It was at Sarah Lawrence, really, that I was trained to read at the rate that I do now. Every class required read at least a book a week, sometimes two. And it was at Sarah Lawrence that I struck the greatest balance between reading and writing. (Go Gryphons!) The academic curriculum there was simple; gorge on literature, philosophy and theory for two weeks and then write a 12-15 page paper about it. The rhythm of it was intoxicating. My time at Sarah Lawrence defined my ideal of reading/writing as positive feedback. Add to that, my creative writing class, where I wrote obscenely self congratulatory bio-fiction about the life of “a young gay intellectual, college co-ed finding self” and you could pretty much see how I was achieving the versatile ideal with sweaty, concupiscent zeal.

But this is where things changed. After graduating Sarah Lawrence and going to NYU for grad school my curriculum shifted. I was called upon to read essentially all day every day for a semester and then spend two weeks doing nothing but writing.  A similar turn of the screw happened in law school where I read even more (or maybe it just seemed like more) and wrote almost nothing at all.  Looking back, I can see that my conditioning changed; changed past any sort of balance between writing and reading. This trend of the shifting ratio of writing to reading is clear enough.

Less clear, are the subtle ways my writing, irrespective of reading, has changed. From Sarah Lawrence, to NYU and, even through law school, I have found that my writing process has become increasingly rigorous and meticulous. At Sarah Lawrence, my literary theory teacher broke me down and built me back up in terms of composition. Papers were to be written according to a clearly defined structure. Thoughts were to be controlled and given expression on the page with a sober pen. In law school, my legal writing teacher performed a similar process wherein my writing was refined in such a way to make my ideas as clear and unencumbered as possible. My tendencies for baroque language and circuitous sentence structure were dismantled and replaced by a system of seemingly endless drafting that widdles down my language to the perfect edge of meaning. As a result, I think, I have a more controlled, puissant, forward moving style of writing. But although my writing is, perhaps, as a whole, clearer in elocution and more dexterous in style than ever before, the process of writing has become torturous. It is as if every time I write, I bring to bear every strata of my development. The structure and expression I learned at Sarah Lawrence, the intellectual bravado I developed at NYU and legal writing’s philosophy of clear, plain speech and meticulous editing all make simultaneous and vociferous demands resulting in a writing process of Sisyphisian re-reading,  innumerable drafts and endless re-writing that I pursue with a dogged, exhausting compulsion.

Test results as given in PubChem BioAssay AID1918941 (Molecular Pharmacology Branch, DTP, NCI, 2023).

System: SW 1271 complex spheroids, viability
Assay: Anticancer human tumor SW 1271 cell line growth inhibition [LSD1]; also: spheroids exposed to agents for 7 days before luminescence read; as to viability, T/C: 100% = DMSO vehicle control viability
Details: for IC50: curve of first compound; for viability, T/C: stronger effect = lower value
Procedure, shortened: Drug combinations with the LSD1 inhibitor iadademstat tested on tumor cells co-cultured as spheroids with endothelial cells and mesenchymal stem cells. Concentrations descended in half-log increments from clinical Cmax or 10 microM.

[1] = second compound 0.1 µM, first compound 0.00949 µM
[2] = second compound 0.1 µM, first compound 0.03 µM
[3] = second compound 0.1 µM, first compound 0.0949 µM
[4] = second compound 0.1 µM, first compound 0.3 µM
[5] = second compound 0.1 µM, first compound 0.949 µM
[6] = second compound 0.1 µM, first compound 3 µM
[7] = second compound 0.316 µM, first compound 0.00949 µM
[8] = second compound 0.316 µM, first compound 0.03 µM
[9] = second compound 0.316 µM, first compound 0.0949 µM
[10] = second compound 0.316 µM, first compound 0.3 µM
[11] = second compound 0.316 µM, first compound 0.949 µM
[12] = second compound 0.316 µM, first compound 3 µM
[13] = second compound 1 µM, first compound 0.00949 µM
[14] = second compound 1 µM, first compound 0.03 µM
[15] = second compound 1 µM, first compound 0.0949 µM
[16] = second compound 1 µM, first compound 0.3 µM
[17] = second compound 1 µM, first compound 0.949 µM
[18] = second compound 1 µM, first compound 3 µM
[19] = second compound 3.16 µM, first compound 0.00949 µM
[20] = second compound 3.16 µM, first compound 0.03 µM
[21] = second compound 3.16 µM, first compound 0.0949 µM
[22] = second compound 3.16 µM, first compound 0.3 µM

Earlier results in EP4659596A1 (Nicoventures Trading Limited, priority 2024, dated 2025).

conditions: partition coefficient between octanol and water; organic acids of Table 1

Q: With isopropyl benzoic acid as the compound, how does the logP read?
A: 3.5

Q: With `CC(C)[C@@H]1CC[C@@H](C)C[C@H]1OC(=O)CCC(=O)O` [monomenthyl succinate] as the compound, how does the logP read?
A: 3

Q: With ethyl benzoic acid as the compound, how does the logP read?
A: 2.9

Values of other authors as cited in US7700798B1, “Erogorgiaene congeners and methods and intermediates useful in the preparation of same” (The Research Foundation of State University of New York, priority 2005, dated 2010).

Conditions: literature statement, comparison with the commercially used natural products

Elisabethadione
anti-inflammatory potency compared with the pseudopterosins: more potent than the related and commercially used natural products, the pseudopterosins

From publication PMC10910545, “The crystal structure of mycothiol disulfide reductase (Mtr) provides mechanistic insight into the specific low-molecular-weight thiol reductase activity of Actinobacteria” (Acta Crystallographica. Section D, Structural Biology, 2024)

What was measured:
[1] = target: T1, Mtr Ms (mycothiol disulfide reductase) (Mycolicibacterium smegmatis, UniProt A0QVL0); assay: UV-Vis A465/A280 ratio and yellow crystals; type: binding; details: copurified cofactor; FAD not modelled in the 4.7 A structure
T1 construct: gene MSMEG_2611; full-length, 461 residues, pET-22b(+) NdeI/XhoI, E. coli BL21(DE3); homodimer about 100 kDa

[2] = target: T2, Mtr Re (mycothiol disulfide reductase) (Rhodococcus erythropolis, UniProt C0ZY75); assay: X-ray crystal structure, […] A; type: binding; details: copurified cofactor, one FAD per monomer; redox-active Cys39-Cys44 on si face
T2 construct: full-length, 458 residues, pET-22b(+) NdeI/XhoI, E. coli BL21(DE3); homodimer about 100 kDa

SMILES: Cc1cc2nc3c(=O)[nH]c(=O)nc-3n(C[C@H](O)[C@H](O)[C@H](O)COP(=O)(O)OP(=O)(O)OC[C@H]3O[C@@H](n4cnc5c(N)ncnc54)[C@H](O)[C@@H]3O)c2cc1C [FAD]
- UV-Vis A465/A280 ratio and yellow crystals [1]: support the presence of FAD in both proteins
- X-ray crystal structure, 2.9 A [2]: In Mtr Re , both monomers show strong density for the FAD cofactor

Towards the end of law school, my Catholic Social Thought teacher, Amy, let me know how much she enjoyed my writing. And I thanked her, but took the opportunity to finally express my frustration about writing to another person. “It’s really hard for me to write,” I confessed. “It takes me a day or two to do a 5 page response. And the hours I spend doing it are agonizing; going over the same thing over and over again.” Amy frowned in sympathy and said: “That’s what makes it so good. But you need to learn to relax.”  

Now, having been thinking about my blog, and the long term development of my writing, I see how Amy’s advice to relax isn’t something I need to learn for the first time. In 7th grade, I knew that not everything I wrote had to be perfect. I did it for fun. The sad irony is how the better writer I became, the less I enjoyed it. This blog is not only the realization of Stella Glass’ ceaseless demands, but my attempt to re-establish a balance between writing and reading without Sarah Lawrence’s academic structure and, what’s more, make writing fun again, 7th grade-style.


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June 2018